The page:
CATHERALL STILL IN FRANCE

From The Tribunal June 6th 1918

This is a further update in a series of extracts from the No Conscription Fellowship’s journal, published in the UK between March 1916 and November 1918
For other extracts go to: http://nfpb.org.uk/tribunal

Our comrade, A. Catherall, who was sent over in a draft to France on December 6, 1917, still heroically continues his refusal to obey orders, be the consequence what they may. In spite of assurances given, he is still being kept in France, and the latest news is that on May 23rd he was taken to No. 1 Military Prison in Le Havre to serve a sentence of 112 days’ hard labour. Knowing what we do of military prisons in France, this news is certainly not re-assuring, especially in view of the following letter received from our comrade on May 21st, which gives the record in bare outline of his experiences at Harfleur:-

“Feb 10. – Courtmartialled. Result 84 days field punishment.
Feb 12. – Arrival Field Punishment Compound Harfleur, Havre, France, disobeyed first order after explaining my position, was confined in an iron-sheeted concrete-floored cell about four yards by two until —-
Feb. 14 – Sentence to fifteen day’s No. 1 diet, solitary confinement in cell, handcuffed, leg-ironed night and day (No. 1 diet, 3 days bread and water, 3 days’ compound diet alternately).
Feb 15. – Complained irons were for violent persons only. Resilt, cuffed at back until —-
Feb 19. – Morning, when at 6 a.m., was released for an alternate three days but refused first order, celled immediately in cuffs (front) and leg irons, on compound diet (that night I received as punishment additional 6 days No.1 diet, etc, as before) until —-
Feb 22. When I returned on biscuit and water diet. I may mention that I received eight ozs. of biscuits per day until I complained to the orderly officer, who instantly went and witnessed my ozs. made up to fourteen ozs. as per rule. i may say that I broke tow teeth with those iron biscuits. Compound diet resumed. Released at 6 a.m., refused first order, celled etc.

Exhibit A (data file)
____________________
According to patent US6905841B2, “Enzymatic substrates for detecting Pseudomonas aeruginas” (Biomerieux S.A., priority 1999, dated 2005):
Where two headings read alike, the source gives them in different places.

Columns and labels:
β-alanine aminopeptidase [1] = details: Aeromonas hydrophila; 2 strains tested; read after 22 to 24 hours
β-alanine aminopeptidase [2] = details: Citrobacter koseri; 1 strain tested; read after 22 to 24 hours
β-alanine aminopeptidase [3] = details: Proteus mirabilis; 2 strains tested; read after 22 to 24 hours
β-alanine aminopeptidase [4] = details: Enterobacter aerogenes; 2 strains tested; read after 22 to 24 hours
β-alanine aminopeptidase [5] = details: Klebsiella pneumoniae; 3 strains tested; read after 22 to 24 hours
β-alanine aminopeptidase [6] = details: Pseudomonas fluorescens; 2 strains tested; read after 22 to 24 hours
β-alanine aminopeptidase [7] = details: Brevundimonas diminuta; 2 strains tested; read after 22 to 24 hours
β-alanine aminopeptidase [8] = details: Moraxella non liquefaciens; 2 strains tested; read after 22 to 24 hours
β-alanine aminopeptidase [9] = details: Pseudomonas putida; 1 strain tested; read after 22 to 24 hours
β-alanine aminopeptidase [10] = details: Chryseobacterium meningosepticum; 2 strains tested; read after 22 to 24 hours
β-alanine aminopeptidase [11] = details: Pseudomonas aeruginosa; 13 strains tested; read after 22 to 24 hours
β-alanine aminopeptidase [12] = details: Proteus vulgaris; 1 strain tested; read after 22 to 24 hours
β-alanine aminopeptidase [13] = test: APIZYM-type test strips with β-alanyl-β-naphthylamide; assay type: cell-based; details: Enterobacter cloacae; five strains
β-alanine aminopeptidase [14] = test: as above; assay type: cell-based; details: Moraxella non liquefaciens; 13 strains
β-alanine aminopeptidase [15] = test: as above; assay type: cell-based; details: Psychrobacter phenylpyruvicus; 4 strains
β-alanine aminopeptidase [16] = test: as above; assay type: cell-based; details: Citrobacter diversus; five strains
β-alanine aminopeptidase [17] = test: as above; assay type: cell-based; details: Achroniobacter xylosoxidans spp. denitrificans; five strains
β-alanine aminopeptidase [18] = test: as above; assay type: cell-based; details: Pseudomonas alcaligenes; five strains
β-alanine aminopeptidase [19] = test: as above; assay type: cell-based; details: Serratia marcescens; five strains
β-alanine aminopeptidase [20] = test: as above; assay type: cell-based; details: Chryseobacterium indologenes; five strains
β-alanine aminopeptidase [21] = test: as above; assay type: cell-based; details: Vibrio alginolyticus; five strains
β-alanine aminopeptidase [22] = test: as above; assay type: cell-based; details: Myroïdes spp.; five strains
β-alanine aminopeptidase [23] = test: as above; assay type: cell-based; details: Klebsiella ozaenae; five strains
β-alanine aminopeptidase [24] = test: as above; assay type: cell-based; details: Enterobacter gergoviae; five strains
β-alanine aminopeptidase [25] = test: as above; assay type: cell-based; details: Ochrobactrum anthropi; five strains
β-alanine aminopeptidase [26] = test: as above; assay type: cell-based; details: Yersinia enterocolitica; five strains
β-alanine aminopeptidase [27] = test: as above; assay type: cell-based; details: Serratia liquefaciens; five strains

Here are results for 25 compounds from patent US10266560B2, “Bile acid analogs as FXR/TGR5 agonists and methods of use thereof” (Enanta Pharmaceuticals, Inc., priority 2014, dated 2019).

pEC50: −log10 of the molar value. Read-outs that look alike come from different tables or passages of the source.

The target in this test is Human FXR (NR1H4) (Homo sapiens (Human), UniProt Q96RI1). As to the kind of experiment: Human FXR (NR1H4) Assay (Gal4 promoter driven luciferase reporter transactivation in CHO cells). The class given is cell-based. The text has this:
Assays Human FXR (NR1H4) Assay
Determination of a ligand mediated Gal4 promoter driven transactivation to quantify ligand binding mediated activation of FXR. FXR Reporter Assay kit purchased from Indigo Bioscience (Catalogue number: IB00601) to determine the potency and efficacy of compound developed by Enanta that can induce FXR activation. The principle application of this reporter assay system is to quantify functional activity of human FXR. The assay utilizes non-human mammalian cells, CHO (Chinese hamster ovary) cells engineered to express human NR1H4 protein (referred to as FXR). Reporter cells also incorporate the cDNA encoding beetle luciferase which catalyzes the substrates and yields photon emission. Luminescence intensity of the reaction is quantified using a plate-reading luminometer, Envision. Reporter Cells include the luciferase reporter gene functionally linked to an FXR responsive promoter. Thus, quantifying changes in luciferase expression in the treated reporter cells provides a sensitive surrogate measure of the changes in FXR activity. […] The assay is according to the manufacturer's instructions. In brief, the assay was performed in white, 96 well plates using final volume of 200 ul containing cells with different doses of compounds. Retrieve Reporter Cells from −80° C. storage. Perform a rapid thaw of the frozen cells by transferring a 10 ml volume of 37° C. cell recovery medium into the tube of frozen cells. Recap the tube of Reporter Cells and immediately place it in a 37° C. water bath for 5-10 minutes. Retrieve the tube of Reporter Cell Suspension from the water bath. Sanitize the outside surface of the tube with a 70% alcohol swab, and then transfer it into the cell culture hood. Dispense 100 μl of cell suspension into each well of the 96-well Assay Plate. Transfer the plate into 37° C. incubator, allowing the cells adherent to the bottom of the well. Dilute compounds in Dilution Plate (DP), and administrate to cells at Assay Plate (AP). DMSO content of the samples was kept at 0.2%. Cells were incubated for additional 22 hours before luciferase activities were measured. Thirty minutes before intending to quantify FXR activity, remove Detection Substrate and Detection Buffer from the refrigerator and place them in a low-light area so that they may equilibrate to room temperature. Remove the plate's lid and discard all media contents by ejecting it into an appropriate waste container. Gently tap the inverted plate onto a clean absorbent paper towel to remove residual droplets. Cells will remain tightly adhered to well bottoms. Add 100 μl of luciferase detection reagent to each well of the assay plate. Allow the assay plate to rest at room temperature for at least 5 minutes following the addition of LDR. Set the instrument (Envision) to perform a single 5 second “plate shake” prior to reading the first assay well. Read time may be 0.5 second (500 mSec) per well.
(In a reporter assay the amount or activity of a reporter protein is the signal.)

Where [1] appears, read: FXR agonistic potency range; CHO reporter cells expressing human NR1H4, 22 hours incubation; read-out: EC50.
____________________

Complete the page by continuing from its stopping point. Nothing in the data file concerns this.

Feb 25. – Still in irons day and night, the handcuffs being removed for about five minutes daily to allow washing.
Feb 28. – As punishment, order to parade three times daily, – ‘any force necessary to be used to make him obey,’ and to be roped tightly as possible to a post for two hours, wearing irons also. Refused to parade, but was pulled on parade once by the arm, then refused again and that order was probably rescinded. This punishment excepting parade continued until —-
March 7. – When the leg irons were remove and exercise allowed daily.
March 9. – Should have been released, having completed 21 days’ No.1 diet in solitary confinement in the cell, but continued on compound diet, cuffed, cell, and tying up (though I protested three times that no charge was laid against me) until—-
March 12 – When handcuffs were removed, remained in cells on compound diet until my sentence expired, being called from the cells and straight out under excort to No. 8 Camp, A.S.C., on Sunday, May 5.
May 6. – Was sentenced to 14 days confined to camp, refused first order, retaken to Guardroom, and kept there until courtmartialled on
May 13. – When, owing to my evidence, my case was adjourned half way through the trial to be referred, i presume, to higher legal authority. And so I await the result, possibly a return to Dartmoor, probably two or three years’ hard labour. About Feb. 28th, I was removed to another room to hear the death sentence pronounced on a murderer ‘to show what the Army can do,’ but i still refused to obey orders, and possibly that is the reason I was not released.

The result, as we have stated above, was 112 days’ hard labour, As we go to press we hear that orders have been given for Catherall to be returned to a civil prison in England, but up to the moment of writing no news of his arrival here has reached us.

dove..